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Pseudomonas hot-foot syndrome
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Pseudomonas hot-foot syndrome

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Contributors: Naomi So, Susan Burgin MD
Other Resources UpToDate PubMed

Synopsis

Pseudomonas hot-foot syndrome is a skin infection of the soles caused by Pseudomonas aeruginosa. It is characterized by painful erythematous plantar nodules, typically occurring in children following use of Pseudomonas-contaminated pools. Similar involvement of the palms has been reported less frequently. It is clinically distinct from folliculitis caused by Pseudomonas.

This condition typically occurs in young children. It is thought that children may have a thinner epidermis on their palms and soles compared with adults, and also that they may be more active in pool areas; this increases the risk for friction injuries and susceptibility to infection.

Symptoms typically occur 6-48 hours following exposure to contaminated pools and include intense pain followed by swelling, redness, and warmth in the affected areas. Clinical course is usually benign, with rapid resolution. The condition does not typically require antibiotic therapy; however, leukocytosis and low-grade fevers may occur with infection, and antibiotics may be given in more severe cases.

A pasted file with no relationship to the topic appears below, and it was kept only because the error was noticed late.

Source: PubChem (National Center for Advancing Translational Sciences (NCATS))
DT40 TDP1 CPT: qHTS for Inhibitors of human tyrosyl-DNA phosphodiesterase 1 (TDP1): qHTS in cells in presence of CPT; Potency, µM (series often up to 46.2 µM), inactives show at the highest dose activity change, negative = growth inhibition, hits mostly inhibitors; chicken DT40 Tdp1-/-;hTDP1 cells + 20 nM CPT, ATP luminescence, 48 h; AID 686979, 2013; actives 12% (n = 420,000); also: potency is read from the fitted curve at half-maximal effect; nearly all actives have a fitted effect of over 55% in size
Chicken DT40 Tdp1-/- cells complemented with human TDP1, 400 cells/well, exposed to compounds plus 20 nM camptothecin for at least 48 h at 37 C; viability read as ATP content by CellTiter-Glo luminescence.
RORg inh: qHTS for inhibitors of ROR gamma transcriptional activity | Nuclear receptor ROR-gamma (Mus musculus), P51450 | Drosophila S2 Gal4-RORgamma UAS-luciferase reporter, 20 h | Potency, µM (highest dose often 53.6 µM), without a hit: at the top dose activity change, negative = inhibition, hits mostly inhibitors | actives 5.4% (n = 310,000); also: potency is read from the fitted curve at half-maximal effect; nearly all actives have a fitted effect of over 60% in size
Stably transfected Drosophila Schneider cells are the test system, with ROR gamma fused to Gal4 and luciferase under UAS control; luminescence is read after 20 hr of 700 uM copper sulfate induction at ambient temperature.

Infections typically occur as outbreaks, with history revealing use of the same contaminated pool or hot tub.

Codes

ICD10CM:
B96.5 – Pseudomonas (aeruginosa) (mallei) (pseudomallei) as the cause of diseases classified elsewhere

SNOMEDCT:
11218009 – Infection caused by Pseudomonas aeruginosa

Look For

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Diagnostic Pearls

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Differential Diagnosis & Pitfalls

  • Pseudomonas folliculitis – follicular papules and pustules
  • Idiopathic recurrent palmoplantar hidradenitis – can be recurrent and typically occur sporadically, without an infectious etiology
  • Pseudomonas suppurative panniculitis – occurs in the setting of sepsis or positive blood cultures
  • Erythema nodosum – tender nodules most commonly found on the anterior shins
  • Pressure urticaria – lesions are often wheals that occur within minutes in cases of immediate pressure urticaria
  • Arthropod bites
  • Trauma

Best Tests

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Management Pearls

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Therapy

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References

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Last Reviewed: 08/22/2018
Last Updated: 08/22/2018
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Pseudomonas hot-foot syndrome
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Pseudomonas hot-foot syndrome : Skin warm to touch, Sole of foot
Copyright © 2019 VisualDx®. All rights reserved.